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Berachos 30


QUESTION: The Gemara tells us that one should always include himself with the rest of Yisrael in his prayers; i.e. his prayers should always be in the plural (*our* G-d, help *us*...), so that they should be heeded by Hashem. Why, then, do we find that some of our prayers, such as Birchas ha'Mapil (Berachos 60b), are still said in the singular?

ANSWER: Perhaps the blessing of ha'Mapil is different since it begins with *praises* to Hashem for what Hashem gives the person. This may be said in the singular. When the blessing continues with the *request* that Hashem put us safely to rest for the night, we continue with the singular, since the blessing was already started with the singular. The blessing of Tefilas ha'Derech begins immediately with requests from Hashem, so it may be said in the plural. (The blessing of ha'Ma'avir Sheina in the morning also begins with praise in the singular, but it continues with requests in the plural. The reason for this is that the requests are not in the least related to the praise with which the blessing began, so it cannot be viewed as a true continuation.) -M. Kornfeld


QUESTION: Rebbi Yirmeyah looked too happy; Rebbi Zeira tried to somber him by mentioning the virtues of melancholy. What looks like a simple incident in their lives, actually reflects different general approaches to life.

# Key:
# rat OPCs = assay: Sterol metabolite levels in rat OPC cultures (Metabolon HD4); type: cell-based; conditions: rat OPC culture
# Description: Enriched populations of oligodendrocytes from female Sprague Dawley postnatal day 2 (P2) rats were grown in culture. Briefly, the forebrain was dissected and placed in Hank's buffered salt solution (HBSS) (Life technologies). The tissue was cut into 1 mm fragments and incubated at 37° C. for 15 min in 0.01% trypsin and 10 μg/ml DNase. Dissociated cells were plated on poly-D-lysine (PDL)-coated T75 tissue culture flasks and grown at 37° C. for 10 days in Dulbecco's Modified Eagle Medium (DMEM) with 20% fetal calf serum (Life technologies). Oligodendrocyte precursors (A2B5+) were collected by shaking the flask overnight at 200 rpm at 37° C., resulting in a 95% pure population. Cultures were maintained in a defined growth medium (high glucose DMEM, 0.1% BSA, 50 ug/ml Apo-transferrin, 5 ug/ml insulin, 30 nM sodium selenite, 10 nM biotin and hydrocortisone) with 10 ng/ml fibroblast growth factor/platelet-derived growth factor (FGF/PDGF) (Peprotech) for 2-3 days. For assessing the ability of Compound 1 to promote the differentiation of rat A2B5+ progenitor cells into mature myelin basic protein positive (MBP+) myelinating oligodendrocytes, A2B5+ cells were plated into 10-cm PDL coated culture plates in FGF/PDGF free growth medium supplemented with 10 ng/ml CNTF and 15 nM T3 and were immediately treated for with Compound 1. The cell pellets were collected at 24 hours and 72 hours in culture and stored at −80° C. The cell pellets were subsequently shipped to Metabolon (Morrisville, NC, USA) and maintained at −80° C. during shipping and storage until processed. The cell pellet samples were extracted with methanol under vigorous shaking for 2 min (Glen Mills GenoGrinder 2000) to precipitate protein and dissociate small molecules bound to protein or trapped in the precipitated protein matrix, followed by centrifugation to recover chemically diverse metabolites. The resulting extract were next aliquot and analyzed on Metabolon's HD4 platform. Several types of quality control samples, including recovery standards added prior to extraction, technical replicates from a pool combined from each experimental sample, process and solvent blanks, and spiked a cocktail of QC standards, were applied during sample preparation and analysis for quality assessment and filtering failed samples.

The CHAVAS YAIR (#152, cited at the end of Sefer Chafetz Chayim) suggests that Rebbi Zeira and Rebbi Yirmeyah each had a very different path in Avodas Hashem. They continually debated whether abstinence is commendable or forbidden.

Rebbi Zeira understood that fasting and self-affliction is the correct way to reach Kedushah. We find that he fasted long periods. He would test himself with all kinds of self-afflictions to test his total devotion to Hashem (Bava Metzia end of 85a).

Rebbi Yirmeyah, on the other hand, was generally jolly. He ruled that it is forbidden for a person to afflict himself beyond the call of the Torah, as those who maintained that a Nazir is called a Chotei (Nedarim 9).

The Gemara in Nidah 23a tells how Rebbi Yirmeyah, in accordance with his path in Avodas Hashem, would try and break Rebbi Zeira's somberness since he thought this was an incorrect path in Avodas Hashem. In our Gemara, Rebbi Zeira tried -- unsuccessfully -- to cool Rebbi Yirmeyah's joyousness, in accordance with his own path in Avodas Hashem.

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